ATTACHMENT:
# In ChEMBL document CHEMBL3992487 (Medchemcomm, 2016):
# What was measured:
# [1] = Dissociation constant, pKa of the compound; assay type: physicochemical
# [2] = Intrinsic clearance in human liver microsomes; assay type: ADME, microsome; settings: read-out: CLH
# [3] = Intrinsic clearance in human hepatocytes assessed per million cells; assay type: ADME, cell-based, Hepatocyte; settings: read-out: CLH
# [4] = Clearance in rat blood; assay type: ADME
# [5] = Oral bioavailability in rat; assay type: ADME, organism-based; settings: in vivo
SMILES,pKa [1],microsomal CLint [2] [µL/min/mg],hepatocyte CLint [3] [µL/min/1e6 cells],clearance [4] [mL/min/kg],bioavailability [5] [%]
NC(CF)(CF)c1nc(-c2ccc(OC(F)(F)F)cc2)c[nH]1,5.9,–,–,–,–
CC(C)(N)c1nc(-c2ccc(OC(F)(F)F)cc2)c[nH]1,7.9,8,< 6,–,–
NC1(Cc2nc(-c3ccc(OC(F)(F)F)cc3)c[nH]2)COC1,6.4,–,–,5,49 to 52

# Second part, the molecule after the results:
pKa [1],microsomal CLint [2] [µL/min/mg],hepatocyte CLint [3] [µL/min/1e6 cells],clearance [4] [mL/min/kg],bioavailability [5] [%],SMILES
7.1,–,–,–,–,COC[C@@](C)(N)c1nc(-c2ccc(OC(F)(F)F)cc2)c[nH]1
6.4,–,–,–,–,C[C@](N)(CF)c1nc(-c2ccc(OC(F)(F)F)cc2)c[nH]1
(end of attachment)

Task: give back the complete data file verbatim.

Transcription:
# In ChEMBL document CHEMBL3992487 (Medchemcomm, 2016):
# What was measured:
# [1] = Dissociation constant, pKa of the compound; assay type: physicochemical
# [2] = Intrinsic clearance in human liver microsomes; assay type: ADME, microsome; settings: read-out: CLH
# [3] = Intrinsic clearance in human hepatocytes assessed per million cells; assay type: ADME, cell-based, Hepatocyte; settings: read-out: CLH
# [4] = Clearance in rat blood; assay type: ADME
# [5] = Oral bioavailability in rat; assay type: ADME, organism-based; settings: in vivo
SMILES,pKa [1],microsomal CLint [2] [µL/min/mg],hepatocyte CLint [3] [µL/min/1e6 cells],clearance [4] [mL/min/kg],bioavailability [5] [%]
NC(CF)(CF)c1nc(-c2ccc(OC(F)(F)F)cc2)c[nH]1,5.9,–,–,–,–
CC(C)(N)c1nc(-c2ccc(OC(F)(F)F)cc2)c[nH]1,7.9,8,< 6,–,–
NC1(Cc2nc(-c3ccc(OC(F)(F)F)cc3)c[nH]2)COC1,6.4,–,–,5,49 to 52

# Second part, the molecule after the results:
pKa [1],microsomal CLint [2] [µL/min/mg],hepatocyte CLint [3] [µL/min/1e6 cells],clearance [4] [mL/min/kg],bioavailability [5] [%],SMILES
7.1,–,–,–,–,COC[C@@](C)(N)c1nc(-c2ccc(OC(F)(F)F)cc2)c[nH]1
6.4,–,–,–,–,C[C@](N)(CF)c1nc(-c2ccc(OC(F)(F)F)cc2)c[nH]1